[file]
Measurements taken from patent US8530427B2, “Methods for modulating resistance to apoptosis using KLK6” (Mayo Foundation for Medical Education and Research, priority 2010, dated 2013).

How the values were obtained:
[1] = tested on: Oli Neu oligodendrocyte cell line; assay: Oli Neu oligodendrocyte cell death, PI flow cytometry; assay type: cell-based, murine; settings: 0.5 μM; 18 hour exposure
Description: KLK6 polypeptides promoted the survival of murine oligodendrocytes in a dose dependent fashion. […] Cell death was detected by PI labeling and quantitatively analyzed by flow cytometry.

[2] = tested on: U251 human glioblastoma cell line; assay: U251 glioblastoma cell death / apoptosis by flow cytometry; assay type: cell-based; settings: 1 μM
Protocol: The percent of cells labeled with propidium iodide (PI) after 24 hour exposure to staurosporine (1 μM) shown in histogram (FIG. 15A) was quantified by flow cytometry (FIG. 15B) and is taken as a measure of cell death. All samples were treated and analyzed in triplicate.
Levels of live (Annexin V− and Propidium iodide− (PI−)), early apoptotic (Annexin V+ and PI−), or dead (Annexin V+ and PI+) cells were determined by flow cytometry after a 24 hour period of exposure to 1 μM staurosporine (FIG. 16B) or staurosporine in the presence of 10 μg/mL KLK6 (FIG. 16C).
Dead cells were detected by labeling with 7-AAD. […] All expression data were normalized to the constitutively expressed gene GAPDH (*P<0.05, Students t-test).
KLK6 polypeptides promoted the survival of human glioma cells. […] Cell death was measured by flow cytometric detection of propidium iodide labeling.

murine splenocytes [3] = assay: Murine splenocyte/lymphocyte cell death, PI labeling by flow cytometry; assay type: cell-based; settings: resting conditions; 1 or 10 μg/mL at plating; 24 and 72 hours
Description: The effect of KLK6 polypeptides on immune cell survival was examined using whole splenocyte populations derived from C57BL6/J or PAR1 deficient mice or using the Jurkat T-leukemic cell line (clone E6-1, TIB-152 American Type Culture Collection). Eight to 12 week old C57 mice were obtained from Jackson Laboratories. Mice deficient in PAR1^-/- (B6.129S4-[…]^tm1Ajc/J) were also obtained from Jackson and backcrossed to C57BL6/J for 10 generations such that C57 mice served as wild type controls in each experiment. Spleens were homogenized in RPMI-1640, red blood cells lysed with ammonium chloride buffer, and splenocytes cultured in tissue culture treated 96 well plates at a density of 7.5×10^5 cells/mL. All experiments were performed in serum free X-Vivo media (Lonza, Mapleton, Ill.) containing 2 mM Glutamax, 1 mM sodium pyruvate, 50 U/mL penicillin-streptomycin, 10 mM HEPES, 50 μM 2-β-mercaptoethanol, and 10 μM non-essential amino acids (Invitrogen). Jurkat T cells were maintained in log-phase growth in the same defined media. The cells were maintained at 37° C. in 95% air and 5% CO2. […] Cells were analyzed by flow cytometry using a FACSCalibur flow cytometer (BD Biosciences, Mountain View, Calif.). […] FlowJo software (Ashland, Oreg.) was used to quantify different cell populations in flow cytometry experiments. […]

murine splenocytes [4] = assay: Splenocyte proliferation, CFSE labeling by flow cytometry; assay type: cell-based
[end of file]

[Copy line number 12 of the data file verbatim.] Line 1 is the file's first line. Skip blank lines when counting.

murine splenocytes [4] = assay: Splenocyte proliferation, CFSE labeling by flow cytometry; assay type: cell-based